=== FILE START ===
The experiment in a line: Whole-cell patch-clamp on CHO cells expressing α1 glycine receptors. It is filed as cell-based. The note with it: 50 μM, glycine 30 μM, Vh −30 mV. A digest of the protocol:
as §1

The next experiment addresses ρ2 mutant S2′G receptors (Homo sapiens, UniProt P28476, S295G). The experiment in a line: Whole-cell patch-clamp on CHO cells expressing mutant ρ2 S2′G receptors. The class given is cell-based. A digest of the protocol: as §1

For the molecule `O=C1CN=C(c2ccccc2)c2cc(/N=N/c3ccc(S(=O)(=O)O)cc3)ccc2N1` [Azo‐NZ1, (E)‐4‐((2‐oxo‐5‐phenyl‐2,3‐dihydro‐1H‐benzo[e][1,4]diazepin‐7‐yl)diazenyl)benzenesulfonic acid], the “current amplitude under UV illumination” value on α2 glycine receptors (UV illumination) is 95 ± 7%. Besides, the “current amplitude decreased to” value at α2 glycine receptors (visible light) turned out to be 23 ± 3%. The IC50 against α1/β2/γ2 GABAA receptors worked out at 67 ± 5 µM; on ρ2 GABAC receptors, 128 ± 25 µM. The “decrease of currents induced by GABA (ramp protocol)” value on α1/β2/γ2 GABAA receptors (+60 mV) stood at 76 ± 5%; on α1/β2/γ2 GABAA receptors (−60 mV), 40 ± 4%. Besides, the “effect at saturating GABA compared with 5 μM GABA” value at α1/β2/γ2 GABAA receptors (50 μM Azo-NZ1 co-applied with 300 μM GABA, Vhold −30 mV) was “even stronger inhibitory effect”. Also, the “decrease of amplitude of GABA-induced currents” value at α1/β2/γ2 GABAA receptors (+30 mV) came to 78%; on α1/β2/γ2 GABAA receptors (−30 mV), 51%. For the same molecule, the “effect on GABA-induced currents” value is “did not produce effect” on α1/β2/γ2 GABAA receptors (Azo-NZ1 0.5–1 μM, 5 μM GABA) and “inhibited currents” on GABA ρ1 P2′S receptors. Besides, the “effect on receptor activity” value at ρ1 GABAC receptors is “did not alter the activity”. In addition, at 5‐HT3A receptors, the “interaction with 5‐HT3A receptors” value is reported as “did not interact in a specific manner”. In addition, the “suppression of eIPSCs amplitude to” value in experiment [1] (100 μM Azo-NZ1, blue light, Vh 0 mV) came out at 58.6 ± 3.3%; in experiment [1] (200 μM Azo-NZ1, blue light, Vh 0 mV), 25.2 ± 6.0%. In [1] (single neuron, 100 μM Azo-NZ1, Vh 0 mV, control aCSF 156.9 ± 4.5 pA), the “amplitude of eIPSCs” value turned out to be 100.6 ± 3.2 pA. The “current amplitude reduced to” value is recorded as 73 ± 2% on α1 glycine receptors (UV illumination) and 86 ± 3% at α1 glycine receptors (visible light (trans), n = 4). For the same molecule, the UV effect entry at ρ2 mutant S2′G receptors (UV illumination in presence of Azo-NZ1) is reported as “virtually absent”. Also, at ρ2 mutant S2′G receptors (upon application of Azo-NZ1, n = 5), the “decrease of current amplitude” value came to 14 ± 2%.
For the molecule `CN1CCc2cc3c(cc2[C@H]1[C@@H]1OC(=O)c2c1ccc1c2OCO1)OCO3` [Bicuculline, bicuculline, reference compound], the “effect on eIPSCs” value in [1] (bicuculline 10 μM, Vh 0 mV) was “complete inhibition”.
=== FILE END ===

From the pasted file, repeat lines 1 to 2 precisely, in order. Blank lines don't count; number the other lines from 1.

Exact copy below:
The experiment in a line: Whole-cell patch-clamp on CHO cells expressing α1 glycine receptors. It is filed as cell-based. The note with it: 50 μM, glycine 30 μM, Vh −30 mV. A digest of the protocol:
as §1